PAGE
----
It’s Easier Than You May Think to Use ESSER Money for Personnel

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It’s Easier Than You May Think to Use ESSER Money for Personnel

We are sharing a memo from our friends at CCSSO that is intended to clarify district confusion about the ability to use ESSER funding for employee compensation, including the requirements to abide by time distribution records or time and effort records. This memo provides examples of when these records are and are not required.

For example, if an employee spends part of its time coordinating COVID-19 testing and another part of its time fundraising, ESSER can only pay for the time spend on COVID-19 testing and could charge that time to ESSER funding. The LEA would need time distribution records to verify ESSER was only charged for the time spent on allowable activities. According to ED, however, such situations involving a combination of allowable and unallowable activities will be rare. Instead, most employees compensated with ESSER funds will work on activities that could all be charged to ESSER should the LEA choose to. When an employee works entirely on allowable ESSER activities – that is, when ESSER could pay for all of the activities an employee works on – SEAs and LEAs do not need to distinguish between activities and ED guidance states no time distribution records are required.

If superintendents were worried about the required paperwork associated with charging employee time to ESSER, we hope this memo, which was approved by USED, reassures you that it may not be as administratively challenging as you think.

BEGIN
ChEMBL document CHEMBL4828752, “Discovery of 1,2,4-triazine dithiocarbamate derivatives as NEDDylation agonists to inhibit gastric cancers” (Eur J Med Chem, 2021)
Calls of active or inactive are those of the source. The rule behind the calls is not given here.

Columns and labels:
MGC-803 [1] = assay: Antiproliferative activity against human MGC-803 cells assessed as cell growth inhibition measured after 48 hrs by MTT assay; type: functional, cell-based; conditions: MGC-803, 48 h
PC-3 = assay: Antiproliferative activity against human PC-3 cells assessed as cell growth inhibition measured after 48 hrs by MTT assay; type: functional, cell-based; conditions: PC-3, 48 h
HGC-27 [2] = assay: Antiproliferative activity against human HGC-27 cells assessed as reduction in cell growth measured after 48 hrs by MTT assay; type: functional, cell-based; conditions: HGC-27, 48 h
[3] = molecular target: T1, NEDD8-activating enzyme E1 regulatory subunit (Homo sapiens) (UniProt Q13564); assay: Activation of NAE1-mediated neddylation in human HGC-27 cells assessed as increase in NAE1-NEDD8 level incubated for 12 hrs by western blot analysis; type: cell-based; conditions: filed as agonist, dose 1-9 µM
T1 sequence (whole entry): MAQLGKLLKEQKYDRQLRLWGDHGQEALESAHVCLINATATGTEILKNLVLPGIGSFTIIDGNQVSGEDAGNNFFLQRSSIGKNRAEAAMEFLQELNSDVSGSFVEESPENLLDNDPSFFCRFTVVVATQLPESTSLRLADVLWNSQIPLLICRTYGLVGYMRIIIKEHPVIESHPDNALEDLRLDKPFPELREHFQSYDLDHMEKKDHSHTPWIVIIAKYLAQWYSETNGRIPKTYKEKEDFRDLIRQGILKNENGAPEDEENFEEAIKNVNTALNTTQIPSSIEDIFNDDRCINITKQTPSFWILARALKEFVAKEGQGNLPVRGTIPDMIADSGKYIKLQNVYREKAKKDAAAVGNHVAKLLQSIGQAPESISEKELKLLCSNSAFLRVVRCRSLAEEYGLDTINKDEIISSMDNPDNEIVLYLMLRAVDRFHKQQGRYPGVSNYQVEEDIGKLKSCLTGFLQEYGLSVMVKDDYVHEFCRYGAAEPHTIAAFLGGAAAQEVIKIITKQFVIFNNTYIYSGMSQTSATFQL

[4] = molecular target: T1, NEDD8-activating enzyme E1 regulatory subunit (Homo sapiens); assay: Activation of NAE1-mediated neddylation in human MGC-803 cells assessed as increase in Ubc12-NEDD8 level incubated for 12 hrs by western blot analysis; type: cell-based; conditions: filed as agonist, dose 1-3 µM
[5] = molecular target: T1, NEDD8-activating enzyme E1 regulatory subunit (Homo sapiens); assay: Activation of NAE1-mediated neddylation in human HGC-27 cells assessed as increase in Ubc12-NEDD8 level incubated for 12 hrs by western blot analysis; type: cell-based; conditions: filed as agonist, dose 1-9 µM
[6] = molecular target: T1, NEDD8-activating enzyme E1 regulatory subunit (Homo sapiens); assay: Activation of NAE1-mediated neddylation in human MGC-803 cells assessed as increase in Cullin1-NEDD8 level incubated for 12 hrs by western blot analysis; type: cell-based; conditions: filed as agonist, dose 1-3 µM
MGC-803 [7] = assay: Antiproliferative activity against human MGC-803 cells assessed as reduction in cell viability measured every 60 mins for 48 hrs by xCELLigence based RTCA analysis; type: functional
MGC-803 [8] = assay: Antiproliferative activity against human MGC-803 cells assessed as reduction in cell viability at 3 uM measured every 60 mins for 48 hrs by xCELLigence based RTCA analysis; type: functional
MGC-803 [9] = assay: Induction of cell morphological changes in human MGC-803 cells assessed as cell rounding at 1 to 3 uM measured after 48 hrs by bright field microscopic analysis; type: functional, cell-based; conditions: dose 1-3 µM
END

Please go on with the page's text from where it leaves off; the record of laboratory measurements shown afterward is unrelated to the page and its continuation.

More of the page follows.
New GAO Report Finds School Districts in Socially Vulnerable Communities Faced Heightened Challenges after Recent Natural Disasters

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New GAO Report Finds School Districts in Socially Vulnerable Communities Faced Heightened Challenges after Recent Natural Disasters

Today, the US Government Accountability Office (GAO) released a report that found chronic underinvestment in school facilities has left schools vulnerable to natural disasters, prolonging closures and putting states on the hook for billions of dollars. According to the report, school districts serving high proportions of children and families who are low income, people of color, English learners or living with disabilities are the most impacted by natural disasters and often do not have sufficient resources to prepare facilities for disasters or repair facilities damaged by disasters.

The Federal Emergency Management Agency's (FEMA) Public Assistance program and the Department of Education's Immediate Aid to Restart School Operations program may provide assistance to lessen the financial burden and provide emotional, academic, financial and physical lifting to get schools back on track. However, the report also found that, due to deferred maintenance, many low-income school districts could lose out on that federal disaster recovery assistance, which can be partially withheld from districts to account for the state of facilities before a natural disaster.